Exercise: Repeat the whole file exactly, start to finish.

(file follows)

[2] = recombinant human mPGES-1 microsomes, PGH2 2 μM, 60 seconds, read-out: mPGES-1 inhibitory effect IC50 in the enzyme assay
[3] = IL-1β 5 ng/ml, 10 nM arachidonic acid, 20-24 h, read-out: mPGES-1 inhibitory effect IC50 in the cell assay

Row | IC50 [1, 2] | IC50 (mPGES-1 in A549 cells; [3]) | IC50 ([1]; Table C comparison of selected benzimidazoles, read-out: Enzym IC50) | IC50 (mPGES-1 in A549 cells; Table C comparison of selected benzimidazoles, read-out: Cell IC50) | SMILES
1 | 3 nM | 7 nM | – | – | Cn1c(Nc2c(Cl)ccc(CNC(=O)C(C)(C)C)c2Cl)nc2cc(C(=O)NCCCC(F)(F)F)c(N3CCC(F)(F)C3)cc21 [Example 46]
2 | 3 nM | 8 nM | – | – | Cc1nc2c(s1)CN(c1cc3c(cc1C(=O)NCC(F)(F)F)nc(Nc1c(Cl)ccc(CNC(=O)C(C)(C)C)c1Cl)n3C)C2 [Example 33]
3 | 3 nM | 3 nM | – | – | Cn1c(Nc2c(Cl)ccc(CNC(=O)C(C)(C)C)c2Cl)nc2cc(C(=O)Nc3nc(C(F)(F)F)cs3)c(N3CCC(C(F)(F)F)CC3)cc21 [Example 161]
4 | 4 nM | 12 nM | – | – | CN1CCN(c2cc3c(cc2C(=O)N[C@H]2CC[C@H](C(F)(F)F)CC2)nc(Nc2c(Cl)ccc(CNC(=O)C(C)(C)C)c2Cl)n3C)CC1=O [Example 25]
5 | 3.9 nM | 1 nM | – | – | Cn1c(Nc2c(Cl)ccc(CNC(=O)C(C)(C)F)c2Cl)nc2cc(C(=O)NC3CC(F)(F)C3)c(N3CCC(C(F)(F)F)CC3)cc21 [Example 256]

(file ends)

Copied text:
[2] = recombinant human mPGES-1 microsomes, PGH2 2 μM, 60 seconds, read-out: mPGES-1 inhibitory effect IC50 in the enzyme assay
[3] = IL-1β 5 ng/ml, 10 nM arachidonic acid, 20-24 h, read-out: mPGES-1 inhibitory effect IC50 in the cell assay

Row | IC50 [1, 2] | IC50 (mPGES-1 in A549 cells; [3]) | IC50 ([1]; Table C comparison of selected benzimidazoles, read-out: Enzym IC50) | IC50 (mPGES-1 in A549 cells; Table C comparison of selected benzimidazoles, read-out: Cell IC50) | SMILES
1 | 3 nM | 7 nM | – | – | Cn1c(Nc2c(Cl)ccc(CNC(=O)C(C)(C)C)c2Cl)nc2cc(C(=O)NCCCC(F)(F)F)c(N3CCC(F)(F)C3)cc21 [Example 46]
2 | 3 nM | 8 nM | – | – | Cc1nc2c(s1)CN(c1cc3c(cc1C(=O)NCC(F)(F)F)nc(Nc1c(Cl)ccc(CNC(=O)C(C)(C)C)c1Cl)n3C)C2 [Example 33]
3 | 3 nM | 3 nM | – | – | Cn1c(Nc2c(Cl)ccc(CNC(=O)C(C)(C)C)c2Cl)nc2cc(C(=O)Nc3nc(C(F)(F)F)cs3)c(N3CCC(C(F)(F)F)CC3)cc21 [Example 161]
4 | 4 nM | 12 nM | – | – | CN1CCN(c2cc3c(cc2C(=O)N[C@H]2CC[C@H](C(F)(F)F)CC2)nc(Nc2c(Cl)ccc(CNC(=O)C(C)(C)C)c2Cl)n3C)CC1=O [Example 25]
5 | 3.9 nM | 1 nM | – | – | Cn1c(Nc2c(Cl)ccc(CNC(=O)C(C)(C)F)c2Cl)nc2cc(C(=O)NC3CC(F)(F)C3)c(N3CCC(C(F)(F)F)CC3)cc21 [Example 256]